What are the stages of cervical cancer?
Determining the stage of cancer can help to estimate how far the cancer has spread and to how many organs. There are 4 stages of cancer:
Stage 0: Precancerous cells are present and can lead to cervical cancer.
Stage 1: Cancer cells have grown deeper into the tissue and may spread to nearby organs like lymph nodes and uterus.
Stage 2: Cancer cells spread across cervix and uterus. It may affect other organs.
Stage 3: Cancer cells spread to the walls of the pelvis and vagina. The cells may block the uterus and the tube that carries the urine to the bladder.
Stage 4: The cancer affects the bladder and grows out of pelvis. It later spreads to major organs like Liver, Lungs, bones etc.
How to diagnose cervical cancer?
Cancerous cells can be detected even before it develops into cervical cancer. There are various tests to detect cervical cancer.
Pelvic examination is done. In this, pelvis is manually examined and a sample of cervical cells is collected for testing. The sample is examined for the cell structure, size and growth etc.
If the sample shows abnormality in the cells, colonoscopy is used. Colonoscopy is where abnormal growths in cervix are noted and small tissue sample is taken through biopsy for further examination. Sometimes colonoscopy is not helpful to visualize admissions.
Then conization is done, where a cone shaped tissue is removed and examined. These samples are examined to determine if there are cancer cells and what stage it is in.
What is the treatment for cervical cancer?
The treatment for cervical cancer depends on several factors like the stage of cancer, position of the cancer cells etc. The treatment options generally include surgery, chemotherapy, radiation or a combination of these options.
Surgery – Surgery is usually done in early stages of cancer. If it is a pre-cancerous stage or stage 1 or 2; cone biopsy is done to remove the cancer cells. LLETZ is where an electric current is passed through a wire loop to destroy the cancer cells. These two methods are the most simple and common treatments for early stages of cancer. Laser surgery is when laser beam is used as a knife to destroy the cancer cell tissues. It is a painful procedure. While this surgery uses heat to destroy the cells, Cryosurgery uses liquid nitrogen to freeze and destroy the cancer cells.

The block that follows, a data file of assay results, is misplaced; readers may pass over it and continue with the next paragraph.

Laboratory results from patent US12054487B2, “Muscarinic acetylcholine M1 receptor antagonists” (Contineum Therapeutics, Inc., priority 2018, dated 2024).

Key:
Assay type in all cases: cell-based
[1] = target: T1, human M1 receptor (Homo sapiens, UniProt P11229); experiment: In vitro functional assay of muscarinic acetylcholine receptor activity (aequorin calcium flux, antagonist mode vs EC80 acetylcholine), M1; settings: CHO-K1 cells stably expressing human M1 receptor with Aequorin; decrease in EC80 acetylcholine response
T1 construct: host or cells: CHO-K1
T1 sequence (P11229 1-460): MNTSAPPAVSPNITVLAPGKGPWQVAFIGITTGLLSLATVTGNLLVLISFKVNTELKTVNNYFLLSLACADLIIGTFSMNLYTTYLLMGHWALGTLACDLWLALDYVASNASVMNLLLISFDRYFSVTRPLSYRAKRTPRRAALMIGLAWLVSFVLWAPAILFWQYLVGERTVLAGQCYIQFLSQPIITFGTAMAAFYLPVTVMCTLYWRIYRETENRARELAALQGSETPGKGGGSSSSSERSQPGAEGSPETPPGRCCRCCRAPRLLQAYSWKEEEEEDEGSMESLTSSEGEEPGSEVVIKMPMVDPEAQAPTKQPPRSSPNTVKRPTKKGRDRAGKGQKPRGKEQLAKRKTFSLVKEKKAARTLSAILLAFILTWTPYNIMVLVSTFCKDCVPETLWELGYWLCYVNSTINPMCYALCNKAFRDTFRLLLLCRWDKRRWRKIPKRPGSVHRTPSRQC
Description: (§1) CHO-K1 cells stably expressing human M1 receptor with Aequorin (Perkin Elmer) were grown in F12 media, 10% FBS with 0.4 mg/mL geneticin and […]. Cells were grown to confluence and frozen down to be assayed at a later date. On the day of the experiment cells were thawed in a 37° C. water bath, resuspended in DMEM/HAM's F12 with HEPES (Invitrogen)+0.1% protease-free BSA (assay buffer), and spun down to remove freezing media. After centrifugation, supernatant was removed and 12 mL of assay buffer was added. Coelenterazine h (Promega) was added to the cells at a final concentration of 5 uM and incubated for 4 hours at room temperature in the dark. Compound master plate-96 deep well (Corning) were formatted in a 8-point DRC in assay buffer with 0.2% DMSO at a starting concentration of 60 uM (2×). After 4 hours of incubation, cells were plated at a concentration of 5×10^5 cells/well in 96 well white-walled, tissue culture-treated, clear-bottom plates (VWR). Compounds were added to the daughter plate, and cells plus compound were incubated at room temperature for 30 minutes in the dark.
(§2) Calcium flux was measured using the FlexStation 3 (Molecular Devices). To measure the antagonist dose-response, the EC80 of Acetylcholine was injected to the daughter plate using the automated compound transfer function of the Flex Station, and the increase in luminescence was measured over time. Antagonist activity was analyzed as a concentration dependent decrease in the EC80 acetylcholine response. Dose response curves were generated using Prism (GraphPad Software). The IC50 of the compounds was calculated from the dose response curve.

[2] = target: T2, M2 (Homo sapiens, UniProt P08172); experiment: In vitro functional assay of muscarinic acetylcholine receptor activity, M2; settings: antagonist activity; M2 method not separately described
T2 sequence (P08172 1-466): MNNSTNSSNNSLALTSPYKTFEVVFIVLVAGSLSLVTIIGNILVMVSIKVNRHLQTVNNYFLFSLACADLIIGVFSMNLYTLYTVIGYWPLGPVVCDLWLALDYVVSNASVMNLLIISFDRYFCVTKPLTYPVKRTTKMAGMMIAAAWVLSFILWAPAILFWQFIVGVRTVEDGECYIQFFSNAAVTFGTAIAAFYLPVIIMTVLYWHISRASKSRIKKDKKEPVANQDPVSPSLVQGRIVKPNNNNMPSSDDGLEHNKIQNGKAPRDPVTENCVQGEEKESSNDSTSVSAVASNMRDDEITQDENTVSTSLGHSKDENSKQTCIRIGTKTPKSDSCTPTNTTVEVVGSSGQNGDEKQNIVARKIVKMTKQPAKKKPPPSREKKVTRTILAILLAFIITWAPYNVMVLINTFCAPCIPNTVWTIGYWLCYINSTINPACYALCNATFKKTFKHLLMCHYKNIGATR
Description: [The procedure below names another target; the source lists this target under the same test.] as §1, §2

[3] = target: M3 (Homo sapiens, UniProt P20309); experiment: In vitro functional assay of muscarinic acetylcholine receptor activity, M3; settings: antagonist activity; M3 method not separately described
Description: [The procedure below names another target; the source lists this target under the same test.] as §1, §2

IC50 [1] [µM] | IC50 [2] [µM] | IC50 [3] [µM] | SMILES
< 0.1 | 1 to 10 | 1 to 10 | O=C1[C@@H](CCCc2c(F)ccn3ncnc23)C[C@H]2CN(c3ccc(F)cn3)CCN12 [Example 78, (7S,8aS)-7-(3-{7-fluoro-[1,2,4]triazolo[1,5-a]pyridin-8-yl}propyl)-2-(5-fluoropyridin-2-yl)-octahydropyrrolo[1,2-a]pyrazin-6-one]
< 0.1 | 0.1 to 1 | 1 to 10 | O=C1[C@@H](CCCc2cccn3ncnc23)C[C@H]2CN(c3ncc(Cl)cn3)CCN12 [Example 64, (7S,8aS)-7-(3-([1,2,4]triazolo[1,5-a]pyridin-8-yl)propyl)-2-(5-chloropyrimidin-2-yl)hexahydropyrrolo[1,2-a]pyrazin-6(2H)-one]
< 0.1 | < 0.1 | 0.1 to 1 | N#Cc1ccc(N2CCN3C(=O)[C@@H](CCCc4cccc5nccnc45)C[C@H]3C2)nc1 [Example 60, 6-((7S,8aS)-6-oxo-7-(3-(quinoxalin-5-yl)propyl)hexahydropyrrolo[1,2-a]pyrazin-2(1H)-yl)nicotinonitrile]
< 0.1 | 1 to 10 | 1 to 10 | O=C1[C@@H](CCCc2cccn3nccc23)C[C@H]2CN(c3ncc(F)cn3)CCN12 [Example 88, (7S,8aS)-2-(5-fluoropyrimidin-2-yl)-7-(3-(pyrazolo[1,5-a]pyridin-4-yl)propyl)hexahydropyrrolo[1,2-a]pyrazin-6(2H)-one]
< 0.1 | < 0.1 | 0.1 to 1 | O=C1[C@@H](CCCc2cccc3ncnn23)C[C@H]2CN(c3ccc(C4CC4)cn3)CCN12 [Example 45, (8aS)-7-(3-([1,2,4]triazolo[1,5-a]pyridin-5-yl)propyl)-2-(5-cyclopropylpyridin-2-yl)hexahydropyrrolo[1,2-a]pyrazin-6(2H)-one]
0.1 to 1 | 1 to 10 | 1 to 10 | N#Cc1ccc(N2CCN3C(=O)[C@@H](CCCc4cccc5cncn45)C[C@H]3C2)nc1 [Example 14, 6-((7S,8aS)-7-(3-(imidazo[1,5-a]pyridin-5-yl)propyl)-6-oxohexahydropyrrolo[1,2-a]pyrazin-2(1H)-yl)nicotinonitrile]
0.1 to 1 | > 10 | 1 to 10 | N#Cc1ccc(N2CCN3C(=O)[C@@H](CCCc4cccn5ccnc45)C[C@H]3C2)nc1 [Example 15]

For later stages of cervical cancer, Tracheolectomy is done where only cervix is surgically removed leaving behind the uterus and vagina. This option is generally recommended to young women who wish to have children. Hysterectomy is another surgery method recommended when the cancer hasn’t touched pelvis yet. The cervix and uterus are surgically removed in Total Hysterectomy or uterus, cervix, supporting ligaments and upper part of vagina are surgically removed in Radical Hysterectomy.
Radiotherapy – Radiotherapy is the method of exposing the cancer cells to radiation that will destroy the cancer cells. There are two types of radiation: External and Internal radiotherapy.
External radiotherapy is where the cancer affected area is exposed to specialized X-rays through a machine. Internal radiotherapy is where the radioactive applicants are inserted into the vagina or cervix to destroy.
Radiotherapy has few side effects. This is because the radiation not only destroys cancer cells but also healthy tissues. Some common side effects may be fatigue, diarrhea, nausea, skin irritation, bladder irritation, loss of appetite and pain while passing urine. Sometime the radiation can also effect ovaries and the hormonal production of the organ.
Chemotherapy is usually combined with radiotherapy. It is used when the cancer has already spread to other parts of the body. Chemotherapy is administration of drugs and injections to the blood stream depending on the cancer. Chemotherapy too has side effects based on the medication used. Some common side effects could be fatigue, nausea, hair loss, infertility etc.
How to prevent cervical cancer?
Cervical cancer usually does not show any symptoms until it is too late. So, regular screening tests should be done. Any abnormal cells can be detected by cervical smears. Early detection can help prevent cervical cancer altogether.
HPV vaccine for both males and females can prevent HPV infections and cervical cancer. Safe sex can not only avoid the risk of cervical cancer but also many other STDs like HIV/AIDS, Chlamydia etc. Fewer sexual partners and less frequent sexual intercourse may also reduce the risk of cervical cancer. Quitting smoking has many other health benefits apart from reducing the risk of cervical cancer.
Being aware of the symptoms of cervical cancer, safe sex and regular check-ups can help reduce the deaths due to cervical cancer.